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Prenatal cocaine exposure affects adolescent risk-taking

Adolescents who grow up in adverse environments are likelier to “engage in risk-taking behaviors,” according to a new study published in the Journal of Developmental and Behavioral Pediatrics last week.

The study involved a multi-institution collaboration between researchers including Associate Professor of Pediatrics Linda Lagasse.

Researchers evaluated risk-taking behavior in close to 1,000 15-year-olds, including over 400 who were prenatally exposed to cocaine.

After controlling for other environmental factors, the researchers found that adolescents who experienced prenatal cocaine exposure were likelier to be arrested and to engage in “early onset sexual behavior” than those who did not.


Head impacts more common among male hockey players

Female hockey players are less likely to suffer head injuries than their male counterparts, according to research published last month in the Journal of Biomechanics. The research was led by BJ Wilcox, a researcher in the department of Orthopedics at the Warren Alpert Medical School.

Wilcox and his team examined 99 collegiate hockey players over the course of three seasons, recording over 37,000 head impacts.

They found that male players experienced an average of 287 head impacts per season, compared to 170 for females.

They also found that players were likelier to experience impacts during games than during practices.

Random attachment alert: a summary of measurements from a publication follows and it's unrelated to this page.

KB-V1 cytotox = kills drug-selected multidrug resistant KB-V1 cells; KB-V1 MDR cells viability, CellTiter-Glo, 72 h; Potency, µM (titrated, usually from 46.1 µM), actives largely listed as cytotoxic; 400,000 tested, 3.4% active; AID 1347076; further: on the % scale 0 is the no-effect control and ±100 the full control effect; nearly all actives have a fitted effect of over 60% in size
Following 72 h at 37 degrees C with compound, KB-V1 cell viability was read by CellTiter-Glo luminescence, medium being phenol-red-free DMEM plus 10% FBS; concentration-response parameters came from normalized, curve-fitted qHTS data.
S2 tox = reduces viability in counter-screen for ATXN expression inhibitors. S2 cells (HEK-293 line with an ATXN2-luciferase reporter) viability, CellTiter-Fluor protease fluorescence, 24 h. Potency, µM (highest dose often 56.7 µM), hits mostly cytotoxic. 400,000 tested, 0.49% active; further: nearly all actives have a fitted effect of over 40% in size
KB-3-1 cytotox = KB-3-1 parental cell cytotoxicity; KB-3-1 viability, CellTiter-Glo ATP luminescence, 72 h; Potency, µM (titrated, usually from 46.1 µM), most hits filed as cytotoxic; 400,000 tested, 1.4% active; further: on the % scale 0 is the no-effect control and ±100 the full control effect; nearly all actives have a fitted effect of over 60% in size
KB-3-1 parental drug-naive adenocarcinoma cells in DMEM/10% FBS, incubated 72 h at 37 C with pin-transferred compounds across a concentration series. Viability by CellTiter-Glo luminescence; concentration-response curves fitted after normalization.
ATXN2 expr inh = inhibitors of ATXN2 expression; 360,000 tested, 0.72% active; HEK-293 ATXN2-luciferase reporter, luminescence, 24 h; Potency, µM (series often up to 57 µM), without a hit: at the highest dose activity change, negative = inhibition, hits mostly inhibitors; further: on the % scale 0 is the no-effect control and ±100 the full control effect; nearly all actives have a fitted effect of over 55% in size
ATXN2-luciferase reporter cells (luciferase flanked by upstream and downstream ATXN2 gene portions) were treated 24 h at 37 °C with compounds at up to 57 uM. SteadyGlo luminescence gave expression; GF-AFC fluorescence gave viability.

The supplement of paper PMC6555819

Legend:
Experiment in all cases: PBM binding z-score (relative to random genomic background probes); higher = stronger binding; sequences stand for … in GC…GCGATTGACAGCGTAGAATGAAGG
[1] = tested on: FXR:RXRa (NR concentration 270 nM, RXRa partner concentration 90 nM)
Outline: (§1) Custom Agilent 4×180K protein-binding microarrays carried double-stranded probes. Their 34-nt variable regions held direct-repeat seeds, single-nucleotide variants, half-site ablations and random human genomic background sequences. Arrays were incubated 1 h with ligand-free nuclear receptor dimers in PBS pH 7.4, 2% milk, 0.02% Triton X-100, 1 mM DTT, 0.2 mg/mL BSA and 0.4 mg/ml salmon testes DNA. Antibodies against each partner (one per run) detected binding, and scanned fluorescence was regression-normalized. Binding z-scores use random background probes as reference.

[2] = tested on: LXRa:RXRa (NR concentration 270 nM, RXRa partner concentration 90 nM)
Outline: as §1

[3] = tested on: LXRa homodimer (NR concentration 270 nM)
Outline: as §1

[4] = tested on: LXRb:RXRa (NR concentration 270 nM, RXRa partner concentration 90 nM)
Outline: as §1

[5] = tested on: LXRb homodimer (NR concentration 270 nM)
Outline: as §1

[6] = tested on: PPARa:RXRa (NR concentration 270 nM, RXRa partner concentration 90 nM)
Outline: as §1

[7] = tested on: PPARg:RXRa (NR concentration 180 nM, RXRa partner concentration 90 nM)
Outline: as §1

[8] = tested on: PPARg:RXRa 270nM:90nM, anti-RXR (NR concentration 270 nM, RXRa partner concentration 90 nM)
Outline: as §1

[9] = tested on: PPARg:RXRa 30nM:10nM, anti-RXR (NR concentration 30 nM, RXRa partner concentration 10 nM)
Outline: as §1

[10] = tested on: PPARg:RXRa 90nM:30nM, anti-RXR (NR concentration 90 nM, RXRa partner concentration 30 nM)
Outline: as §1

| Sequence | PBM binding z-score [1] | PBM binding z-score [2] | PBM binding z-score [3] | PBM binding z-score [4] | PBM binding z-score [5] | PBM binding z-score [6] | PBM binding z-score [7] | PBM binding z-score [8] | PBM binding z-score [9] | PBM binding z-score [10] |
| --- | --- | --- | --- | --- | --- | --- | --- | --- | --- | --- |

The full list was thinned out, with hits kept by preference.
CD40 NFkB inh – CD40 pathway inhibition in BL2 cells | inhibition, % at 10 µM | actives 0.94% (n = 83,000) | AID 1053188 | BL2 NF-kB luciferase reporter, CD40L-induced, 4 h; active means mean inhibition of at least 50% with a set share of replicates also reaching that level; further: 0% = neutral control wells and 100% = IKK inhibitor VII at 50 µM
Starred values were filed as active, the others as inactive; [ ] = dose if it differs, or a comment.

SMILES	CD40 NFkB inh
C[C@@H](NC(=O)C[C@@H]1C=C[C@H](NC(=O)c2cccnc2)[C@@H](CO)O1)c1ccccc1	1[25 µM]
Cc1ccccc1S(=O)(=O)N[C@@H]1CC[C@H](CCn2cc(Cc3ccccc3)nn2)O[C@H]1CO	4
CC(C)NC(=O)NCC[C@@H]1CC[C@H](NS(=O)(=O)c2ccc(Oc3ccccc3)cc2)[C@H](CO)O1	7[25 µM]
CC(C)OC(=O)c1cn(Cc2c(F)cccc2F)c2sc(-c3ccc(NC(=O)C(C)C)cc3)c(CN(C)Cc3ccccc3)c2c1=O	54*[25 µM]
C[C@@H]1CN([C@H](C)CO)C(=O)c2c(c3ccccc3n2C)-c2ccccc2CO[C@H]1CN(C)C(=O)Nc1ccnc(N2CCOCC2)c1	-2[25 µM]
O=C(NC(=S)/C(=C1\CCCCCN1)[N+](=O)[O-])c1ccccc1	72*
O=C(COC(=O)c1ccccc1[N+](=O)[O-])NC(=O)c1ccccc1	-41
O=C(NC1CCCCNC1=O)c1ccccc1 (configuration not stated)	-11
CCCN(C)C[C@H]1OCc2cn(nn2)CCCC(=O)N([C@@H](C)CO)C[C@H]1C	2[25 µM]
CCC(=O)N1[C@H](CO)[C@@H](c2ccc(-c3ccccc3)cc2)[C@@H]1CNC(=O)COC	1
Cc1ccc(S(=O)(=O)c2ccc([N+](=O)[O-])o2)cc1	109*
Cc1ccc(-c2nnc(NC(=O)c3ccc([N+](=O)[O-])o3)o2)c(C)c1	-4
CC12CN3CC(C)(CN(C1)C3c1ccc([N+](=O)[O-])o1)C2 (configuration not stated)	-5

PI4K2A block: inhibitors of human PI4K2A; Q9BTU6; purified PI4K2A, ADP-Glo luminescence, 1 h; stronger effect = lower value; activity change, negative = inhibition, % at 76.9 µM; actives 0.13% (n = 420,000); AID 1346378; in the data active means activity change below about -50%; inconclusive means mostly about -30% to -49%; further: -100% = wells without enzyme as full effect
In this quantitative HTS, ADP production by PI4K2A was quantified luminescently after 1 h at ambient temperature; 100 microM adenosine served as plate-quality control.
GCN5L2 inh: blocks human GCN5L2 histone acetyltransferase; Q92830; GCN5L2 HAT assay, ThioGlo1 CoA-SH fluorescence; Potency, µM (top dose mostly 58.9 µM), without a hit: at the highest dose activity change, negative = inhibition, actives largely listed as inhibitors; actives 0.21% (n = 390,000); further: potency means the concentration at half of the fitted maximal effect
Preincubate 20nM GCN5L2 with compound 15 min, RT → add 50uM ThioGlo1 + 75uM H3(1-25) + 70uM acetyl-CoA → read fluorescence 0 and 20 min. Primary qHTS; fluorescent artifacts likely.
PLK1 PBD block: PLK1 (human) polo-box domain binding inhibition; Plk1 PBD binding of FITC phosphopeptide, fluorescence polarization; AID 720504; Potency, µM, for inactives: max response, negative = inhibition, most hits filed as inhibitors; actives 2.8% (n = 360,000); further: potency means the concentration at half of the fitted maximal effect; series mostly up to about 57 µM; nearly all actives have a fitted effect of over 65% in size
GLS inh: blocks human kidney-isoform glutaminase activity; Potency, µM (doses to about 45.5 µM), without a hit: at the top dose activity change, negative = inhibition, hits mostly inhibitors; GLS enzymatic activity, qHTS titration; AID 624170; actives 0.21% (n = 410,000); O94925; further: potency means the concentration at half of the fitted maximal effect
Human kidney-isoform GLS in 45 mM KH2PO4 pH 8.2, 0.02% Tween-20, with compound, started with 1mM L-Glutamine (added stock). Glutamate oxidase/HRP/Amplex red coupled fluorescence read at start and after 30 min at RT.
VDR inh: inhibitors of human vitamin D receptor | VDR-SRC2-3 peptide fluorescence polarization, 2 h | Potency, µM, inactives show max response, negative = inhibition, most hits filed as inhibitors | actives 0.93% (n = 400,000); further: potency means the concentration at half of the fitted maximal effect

Understanding the conditions in which players are most likely to experience head impacts may inform strategies for reducing the frequency of their occurrence.

Such strategies “need to be sport and gender specific, with considerations for team and session type,” according to the study.


Renal stenting does not affect patient outcomes

Professor of Medicine Lance Dworkin and Professor of Diagnositic Imaging Timothy Murphy led a national study on the effects of renal artery stenting, a process to open arteries that lead to the kidneys, according to a Lifespan press release.

They shared their results Monday at the annual meeting of the American Heart Association.

The study focused on people “who suffer from a narrowing of the arteries,” according to the release.

“The use of stenting to treat patients with renal artery stenosis is a treatment that clinicians have disagreed on for some time,” Dworkin said in the release.

Close to 1,000 patients across the world enrolled in the study — one group of participants received medical therapy and renal-artery stenting and one group only received medical therapy.

The researchers tracked patients for seven years, finding no differences in the outcomes of patients between the groups.

“Stents do a good job in opening the arteries, but less invasive medical therapies, which have only gotten better over time, means that patients can often avoid more invasive stenting procedures,” Dworkin said in the release.


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